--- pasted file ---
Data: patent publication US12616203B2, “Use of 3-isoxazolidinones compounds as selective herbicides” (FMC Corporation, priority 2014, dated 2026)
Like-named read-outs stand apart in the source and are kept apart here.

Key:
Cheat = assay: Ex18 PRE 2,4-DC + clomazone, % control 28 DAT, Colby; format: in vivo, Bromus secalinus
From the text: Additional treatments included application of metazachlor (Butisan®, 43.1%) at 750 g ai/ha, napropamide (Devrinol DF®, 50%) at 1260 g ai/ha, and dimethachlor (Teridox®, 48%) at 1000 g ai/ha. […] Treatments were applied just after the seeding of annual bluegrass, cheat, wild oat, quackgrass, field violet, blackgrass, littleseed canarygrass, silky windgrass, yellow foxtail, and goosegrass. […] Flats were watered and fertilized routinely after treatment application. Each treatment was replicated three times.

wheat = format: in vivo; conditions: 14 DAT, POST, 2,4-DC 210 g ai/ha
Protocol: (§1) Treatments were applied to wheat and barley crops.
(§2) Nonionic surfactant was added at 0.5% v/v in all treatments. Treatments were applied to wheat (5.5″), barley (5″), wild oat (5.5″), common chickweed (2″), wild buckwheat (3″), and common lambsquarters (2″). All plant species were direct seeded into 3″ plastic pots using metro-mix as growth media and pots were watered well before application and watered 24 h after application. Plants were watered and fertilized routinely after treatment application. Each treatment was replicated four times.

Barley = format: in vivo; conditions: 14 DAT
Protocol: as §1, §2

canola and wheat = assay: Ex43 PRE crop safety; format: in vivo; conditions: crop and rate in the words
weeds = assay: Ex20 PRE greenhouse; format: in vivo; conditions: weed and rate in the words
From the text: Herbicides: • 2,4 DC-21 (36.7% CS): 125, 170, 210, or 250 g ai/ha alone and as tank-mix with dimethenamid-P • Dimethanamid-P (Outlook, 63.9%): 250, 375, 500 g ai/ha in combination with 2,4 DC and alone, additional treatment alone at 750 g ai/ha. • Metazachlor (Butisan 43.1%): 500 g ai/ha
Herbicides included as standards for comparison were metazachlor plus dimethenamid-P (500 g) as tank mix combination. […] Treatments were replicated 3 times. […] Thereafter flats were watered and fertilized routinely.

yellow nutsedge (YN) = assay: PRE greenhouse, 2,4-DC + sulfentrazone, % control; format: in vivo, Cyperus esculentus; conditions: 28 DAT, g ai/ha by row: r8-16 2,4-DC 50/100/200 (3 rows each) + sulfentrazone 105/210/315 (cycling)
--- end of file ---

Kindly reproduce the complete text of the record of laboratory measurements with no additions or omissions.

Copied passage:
Data: patent publication US12616203B2, “Use of 3-isoxazolidinones compounds as selective herbicides” (FMC Corporation, priority 2014, dated 2026)
Like-named read-outs stand apart in the source and are kept apart here.

Key:
Cheat = assay: Ex18 PRE 2,4-DC + clomazone, % control 28 DAT, Colby; format: in vivo, Bromus secalinus
From the text: Additional treatments included application of metazachlor (Butisan®, 43.1%) at 750 g ai/ha, napropamide (Devrinol DF®, 50%) at 1260 g ai/ha, and dimethachlor (Teridox®, 48%) at 1000 g ai/ha. […] Treatments were applied just after the seeding of annual bluegrass, cheat, wild oat, quackgrass, field violet, blackgrass, littleseed canarygrass, silky windgrass, yellow foxtail, and goosegrass. […] Flats were watered and fertilized routinely after treatment application. Each treatment was replicated three times.

wheat = format: in vivo; conditions: 14 DAT, POST, 2,4-DC 210 g ai/ha
Protocol: (§1) Treatments were applied to wheat and barley crops.
(§2) Nonionic surfactant was added at 0.5% v/v in all treatments. Treatments were applied to wheat (5.5″), barley (5″), wild oat (5.5″), common chickweed (2″), wild buckwheat (3″), and common lambsquarters (2″). All plant species were direct seeded into 3″ plastic pots using metro-mix as growth media and pots were watered well before application and watered 24 h after application. Plants were watered and fertilized routinely after treatment application. Each treatment was replicated four times.

Barley = format: in vivo; conditions: 14 DAT
Protocol: as §1, §2

canola and wheat = assay: Ex43 PRE crop safety; format: in vivo; conditions: crop and rate in the words
weeds = assay: Ex20 PRE greenhouse; format: in vivo; conditions: weed and rate in the words
From the text: Herbicides: • 2,4 DC-21 (36.7% CS): 125, 170, 210, or 250 g ai/ha alone and as tank-mix with dimethenamid-P • Dimethanamid-P (Outlook, 63.9%): 250, 375, 500 g ai/ha in combination with 2,4 DC and alone, additional treatment alone at 750 g ai/ha. • Metazachlor (Butisan 43.1%): 500 g ai/ha
Herbicides included as standards for comparison were metazachlor plus dimethenamid-P (500 g) as tank mix combination. […] Treatments were replicated 3 times. […] Thereafter flats were watered and fertilized routinely.

yellow nutsedge (YN) = assay: PRE greenhouse, 2,4-DC + sulfentrazone, % control; format: in vivo, Cyperus esculentus; conditions: 28 DAT, g ai/ha by row: r8-16 2,4-DC 50/100/200 (3 rows each) + sulfentrazone 105/210/315 (cycling)